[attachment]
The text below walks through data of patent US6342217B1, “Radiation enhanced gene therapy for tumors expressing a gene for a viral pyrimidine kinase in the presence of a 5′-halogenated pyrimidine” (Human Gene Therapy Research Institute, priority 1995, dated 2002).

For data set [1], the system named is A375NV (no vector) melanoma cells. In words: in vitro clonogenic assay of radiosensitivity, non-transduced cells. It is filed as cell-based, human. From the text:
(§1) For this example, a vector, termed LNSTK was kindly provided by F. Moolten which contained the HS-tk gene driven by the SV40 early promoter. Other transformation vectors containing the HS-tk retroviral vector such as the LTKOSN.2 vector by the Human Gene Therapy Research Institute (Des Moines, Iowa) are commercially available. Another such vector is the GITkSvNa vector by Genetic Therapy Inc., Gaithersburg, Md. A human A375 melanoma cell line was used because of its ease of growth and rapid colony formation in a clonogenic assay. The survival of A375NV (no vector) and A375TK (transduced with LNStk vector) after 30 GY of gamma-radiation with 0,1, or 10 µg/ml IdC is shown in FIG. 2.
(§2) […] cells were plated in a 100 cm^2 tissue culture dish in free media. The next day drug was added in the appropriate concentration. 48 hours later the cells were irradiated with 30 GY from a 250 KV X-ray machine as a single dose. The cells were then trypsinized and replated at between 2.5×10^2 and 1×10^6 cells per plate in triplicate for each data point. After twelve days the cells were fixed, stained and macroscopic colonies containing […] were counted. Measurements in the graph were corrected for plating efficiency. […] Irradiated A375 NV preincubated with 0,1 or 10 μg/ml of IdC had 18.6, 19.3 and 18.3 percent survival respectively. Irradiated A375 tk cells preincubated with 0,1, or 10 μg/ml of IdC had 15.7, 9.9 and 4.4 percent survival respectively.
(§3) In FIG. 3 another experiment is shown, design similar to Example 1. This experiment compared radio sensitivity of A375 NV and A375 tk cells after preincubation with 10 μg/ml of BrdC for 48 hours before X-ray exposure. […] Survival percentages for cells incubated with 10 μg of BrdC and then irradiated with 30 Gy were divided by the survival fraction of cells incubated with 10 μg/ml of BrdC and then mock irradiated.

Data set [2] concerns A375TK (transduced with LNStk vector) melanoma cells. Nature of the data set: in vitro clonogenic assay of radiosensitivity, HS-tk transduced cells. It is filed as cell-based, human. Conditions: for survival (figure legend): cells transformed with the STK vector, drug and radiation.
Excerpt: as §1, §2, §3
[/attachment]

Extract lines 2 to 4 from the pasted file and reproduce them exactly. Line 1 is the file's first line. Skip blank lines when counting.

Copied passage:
For data set [1], the system named is A375NV (no vector) melanoma cells. In words: in vitro clonogenic assay of radiosensitivity, non-transduced cells. It is filed as cell-based, human. From the text:
(§1) For this example, a vector, termed LNSTK was kindly provided by F. Moolten which contained the HS-tk gene driven by the SV40 early promoter. Other transformation vectors containing the HS-tk retroviral vector such as the LTKOSN.2 vector by the Human Gene Therapy Research Institute (Des Moines, Iowa) are commercially available. Another such vector is the GITkSvNa vector by Genetic Therapy Inc., Gaithersburg, Md. A human A375 melanoma cell line was used because of its ease of growth and rapid colony formation in a clonogenic assay. The survival of A375NV (no vector) and A375TK (transduced with LNStk vector) after 30 GY of gamma-radiation with 0,1, or 10 µg/ml IdC is shown in FIG. 2.
(§2) […] cells were plated in a 100 cm^2 tissue culture dish in free media. The next day drug was added in the appropriate concentration. 48 hours later the cells were irradiated with 30 GY from a 250 KV X-ray machine as a single dose. The cells were then trypsinized and replated at between 2.5×10^2 and 1×10^6 cells per plate in triplicate for each data point. After twelve days the cells were fixed, stained and macroscopic colonies containing […] were counted. Measurements in the graph were corrected for plating efficiency. […] Irradiated A375 NV preincubated with 0,1 or 10 μg/ml of IdC had 18.6, 19.3 and 18.3 percent survival respectively. Irradiated A375 tk cells preincubated with 0,1, or 10 μg/ml of IdC had 15.7, 9.9 and 4.4 percent survival respectively.